On the other hand, an increasing population base has also exerted pressure on the natural resource base—the fundamental capital form that provides food, water, and livelihoods. Interventions over natural hydrological regimes to tap the untapped irrigation and hydropower potential infringed the integrity of surface water flow, led to fragmentation of the river systems, destroyed the natural ecosystem dependent on them, and consequently impeded the capacity of the ecosystem to provide the ecosystem services (i.e. goods and services provided for free by the natural ecosystems to the human community). Increased population combined with its diversified demand has, therefore, been proving inimical for the sustainability of the ecosystem, thereby, affecting their long-run abilities to sustain the human system. This is increasingly being witnessed in China, South Asia, the western US, and Latin America.
In other words, the business-as-usual ways of looking at development through the lens of a reductionist and myopic paradigm that has so far confined itself to the growing GDP numbers are unsustainable for the human system to survive: The present model of “brown growth” is already in its own auto-destruct mode as can be witnessed with the pressures being felt. There is no doubt that the time has come to redelineate human priorities. The question is: How do we ensure the progress of the human system without compromising the integrity of the natural ecosystem given the intricate relation between the two? It is in this context that a more holistic and integrated development paradigm needs to be evolved. Such a paradigm has already been embraced in the framework of the UN Sustainable Development Goals that fundamentally embeds the four forces of capital, namely, physical, social, human and natural in its 17 goals.
Quite rightly, Mohan Munasinghe’s new “sustainomics framework” for reconciling sustainable development and climate change gets reverberated in the SDGs that also emphasise addressing the three normative concerns of development, namely, equity, efficiency, and sustainability, simultaneously. The essence of the new development paradigm for human progress, therefore, rests on three pillars: a) Enhancing human capital through the provision of better health and education for all; b) enhancing physical capital without compromising the integrity and sustainability of the natural ecosystem over time and space; and c) creating normative pathways for distributive justice through reduced wealth, income, and social inequalities.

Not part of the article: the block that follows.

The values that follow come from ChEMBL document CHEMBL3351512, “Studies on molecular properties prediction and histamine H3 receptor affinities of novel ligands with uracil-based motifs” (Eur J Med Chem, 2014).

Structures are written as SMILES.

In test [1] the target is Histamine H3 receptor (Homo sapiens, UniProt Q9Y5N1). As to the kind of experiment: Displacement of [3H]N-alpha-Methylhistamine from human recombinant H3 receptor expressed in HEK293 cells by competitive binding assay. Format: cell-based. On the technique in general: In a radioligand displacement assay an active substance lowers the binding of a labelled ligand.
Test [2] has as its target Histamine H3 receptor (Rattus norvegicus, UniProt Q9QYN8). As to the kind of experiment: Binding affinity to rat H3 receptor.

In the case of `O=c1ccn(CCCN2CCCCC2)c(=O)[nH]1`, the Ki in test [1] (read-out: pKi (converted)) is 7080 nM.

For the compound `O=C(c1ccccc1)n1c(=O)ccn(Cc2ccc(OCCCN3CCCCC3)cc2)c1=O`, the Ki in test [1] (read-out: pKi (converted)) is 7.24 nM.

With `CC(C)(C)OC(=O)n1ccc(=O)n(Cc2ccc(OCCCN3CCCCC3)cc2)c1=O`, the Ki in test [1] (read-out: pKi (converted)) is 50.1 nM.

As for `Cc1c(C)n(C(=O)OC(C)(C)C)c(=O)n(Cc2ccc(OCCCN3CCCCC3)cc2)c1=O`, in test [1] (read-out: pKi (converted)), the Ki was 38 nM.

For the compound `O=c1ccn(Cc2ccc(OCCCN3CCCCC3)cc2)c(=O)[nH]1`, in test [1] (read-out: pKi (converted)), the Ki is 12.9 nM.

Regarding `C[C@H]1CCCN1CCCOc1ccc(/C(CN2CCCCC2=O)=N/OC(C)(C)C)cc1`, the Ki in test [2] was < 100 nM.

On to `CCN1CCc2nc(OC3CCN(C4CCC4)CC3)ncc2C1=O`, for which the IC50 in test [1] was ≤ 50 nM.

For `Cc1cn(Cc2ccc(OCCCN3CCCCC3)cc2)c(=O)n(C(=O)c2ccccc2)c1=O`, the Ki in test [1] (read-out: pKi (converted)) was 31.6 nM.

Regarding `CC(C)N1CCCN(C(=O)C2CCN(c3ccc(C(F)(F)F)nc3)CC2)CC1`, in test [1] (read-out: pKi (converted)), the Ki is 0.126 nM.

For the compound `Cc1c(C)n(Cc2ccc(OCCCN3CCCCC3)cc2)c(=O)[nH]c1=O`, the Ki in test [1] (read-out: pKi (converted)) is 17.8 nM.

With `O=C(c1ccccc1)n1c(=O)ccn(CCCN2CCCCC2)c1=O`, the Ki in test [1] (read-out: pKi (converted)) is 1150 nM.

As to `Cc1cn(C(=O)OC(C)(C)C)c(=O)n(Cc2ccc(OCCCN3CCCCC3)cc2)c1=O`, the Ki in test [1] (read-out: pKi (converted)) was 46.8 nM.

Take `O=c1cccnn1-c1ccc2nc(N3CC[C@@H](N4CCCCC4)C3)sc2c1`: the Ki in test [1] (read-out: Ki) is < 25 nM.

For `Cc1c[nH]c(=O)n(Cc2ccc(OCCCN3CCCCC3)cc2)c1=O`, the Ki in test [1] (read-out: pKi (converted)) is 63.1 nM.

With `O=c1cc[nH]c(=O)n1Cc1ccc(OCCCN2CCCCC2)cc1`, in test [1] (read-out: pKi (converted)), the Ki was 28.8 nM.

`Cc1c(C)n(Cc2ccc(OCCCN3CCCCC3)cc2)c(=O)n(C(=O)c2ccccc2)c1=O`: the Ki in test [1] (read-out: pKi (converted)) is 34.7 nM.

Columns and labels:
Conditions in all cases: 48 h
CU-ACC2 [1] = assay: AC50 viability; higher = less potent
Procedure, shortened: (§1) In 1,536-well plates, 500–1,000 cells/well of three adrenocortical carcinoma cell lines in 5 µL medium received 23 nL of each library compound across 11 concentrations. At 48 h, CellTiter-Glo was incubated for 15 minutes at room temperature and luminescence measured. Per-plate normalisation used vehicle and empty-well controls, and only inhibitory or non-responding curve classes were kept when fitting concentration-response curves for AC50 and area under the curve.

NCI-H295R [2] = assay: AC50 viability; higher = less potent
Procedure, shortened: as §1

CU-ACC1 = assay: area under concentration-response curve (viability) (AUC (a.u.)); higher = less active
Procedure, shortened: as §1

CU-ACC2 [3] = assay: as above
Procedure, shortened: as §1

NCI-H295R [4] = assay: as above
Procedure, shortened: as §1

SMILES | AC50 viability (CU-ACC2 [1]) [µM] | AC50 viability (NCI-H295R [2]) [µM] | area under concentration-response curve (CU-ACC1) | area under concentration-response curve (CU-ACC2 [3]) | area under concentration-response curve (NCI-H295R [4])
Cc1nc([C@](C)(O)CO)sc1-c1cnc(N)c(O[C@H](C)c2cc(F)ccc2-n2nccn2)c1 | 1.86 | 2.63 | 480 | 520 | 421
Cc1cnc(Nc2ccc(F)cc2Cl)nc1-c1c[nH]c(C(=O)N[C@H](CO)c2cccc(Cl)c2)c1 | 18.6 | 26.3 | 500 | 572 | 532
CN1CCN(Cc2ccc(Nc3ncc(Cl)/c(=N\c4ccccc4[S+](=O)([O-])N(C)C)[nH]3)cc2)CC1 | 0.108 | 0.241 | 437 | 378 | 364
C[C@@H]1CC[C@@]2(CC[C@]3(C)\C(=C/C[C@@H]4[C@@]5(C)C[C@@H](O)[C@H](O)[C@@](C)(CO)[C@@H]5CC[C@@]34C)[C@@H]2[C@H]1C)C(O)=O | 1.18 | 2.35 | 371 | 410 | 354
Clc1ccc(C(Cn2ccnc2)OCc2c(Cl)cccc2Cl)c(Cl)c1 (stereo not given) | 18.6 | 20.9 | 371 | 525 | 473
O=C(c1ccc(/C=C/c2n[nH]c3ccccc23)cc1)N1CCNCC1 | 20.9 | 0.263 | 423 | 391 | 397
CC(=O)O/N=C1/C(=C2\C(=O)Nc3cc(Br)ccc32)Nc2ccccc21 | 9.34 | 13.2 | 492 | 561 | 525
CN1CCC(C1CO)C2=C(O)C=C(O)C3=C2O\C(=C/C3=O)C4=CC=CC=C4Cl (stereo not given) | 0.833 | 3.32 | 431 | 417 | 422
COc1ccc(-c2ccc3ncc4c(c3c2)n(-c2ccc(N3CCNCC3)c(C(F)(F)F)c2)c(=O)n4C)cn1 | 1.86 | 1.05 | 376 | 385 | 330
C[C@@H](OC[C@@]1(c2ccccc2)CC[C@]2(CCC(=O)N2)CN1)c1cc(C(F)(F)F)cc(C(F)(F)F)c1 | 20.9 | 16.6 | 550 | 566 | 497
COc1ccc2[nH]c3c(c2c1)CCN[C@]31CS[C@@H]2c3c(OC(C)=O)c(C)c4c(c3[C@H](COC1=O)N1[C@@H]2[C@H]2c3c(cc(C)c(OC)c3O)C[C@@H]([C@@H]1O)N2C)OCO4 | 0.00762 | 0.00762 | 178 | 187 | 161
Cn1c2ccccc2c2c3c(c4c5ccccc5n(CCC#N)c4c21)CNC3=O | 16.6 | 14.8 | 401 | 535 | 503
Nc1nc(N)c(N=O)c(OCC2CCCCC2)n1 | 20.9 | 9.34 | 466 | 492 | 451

The way physical capital (infrastructure) creation has been thought of so far has proved largely unsustainable as it resulted in large-scale land-use change or resulted in interventions over the hydrological flows.
What should be the modus operandi then? At the very outset, this warrants more targeted or universal transfer mechanisms not only through governmental systems but also through private initiatives – this will entail an appeal to the human conscience to create processes of transfers from the “haves” of the world to the “have-nots” of the world. On the other hand, “green” physical infrastructure should be thought of as the future. It is this sector that has already been projected as the next-generation employment generator. However, the way physical capital (infrastructure) creation has been thought of so far has proved largely unsustainable as it resulted in large-scale land-use change or resulted in interventions over the hydrological flows. Again, there is a feeling in many parts of the world that only “energy transition” from fossil fuel to renewable sources will help the process of “green transition”. Nothing can be further from the truth! Unbridled land-use change for infrastructure projects not only destroys ecosystems and their local level services to human systems but also releases the stocked carbon into the atmosphere exacerbating the impacts of climate change and counteracts the positive impacts that would otherwise be obtained by the energy transition.
Therefore, the new development paradigm needs to build-in ex-ante cost-benefit analysis of projects through strategic assessments entailing social, economic, ecological, cultural, and all other forms of impacts. The losses to ecosystem services entailing those of the regulating services like carbon sinks and sequestration, additional carbon emissions, disease control, food provisioning, biological control, and other social costs (e.g. rehabilitation costs, human-day losses, livelihoods losses etc) should be plugged into the holistic benefit-cost matrix. Adoption of such a new development paradigm by discarding the business-as-usual can help in looking forward to a resilient future for the human population. Embracing this new paradigm and ushering the resilient future should, therefore, be the pledge of and for humanity on World Population Day 2022.
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Dr. Nilanjan Ghosh is a Director at the Observer Research Foundation (ORF), India. In that capacity, he heads two centres at the Foundation, namely, the ...Read More +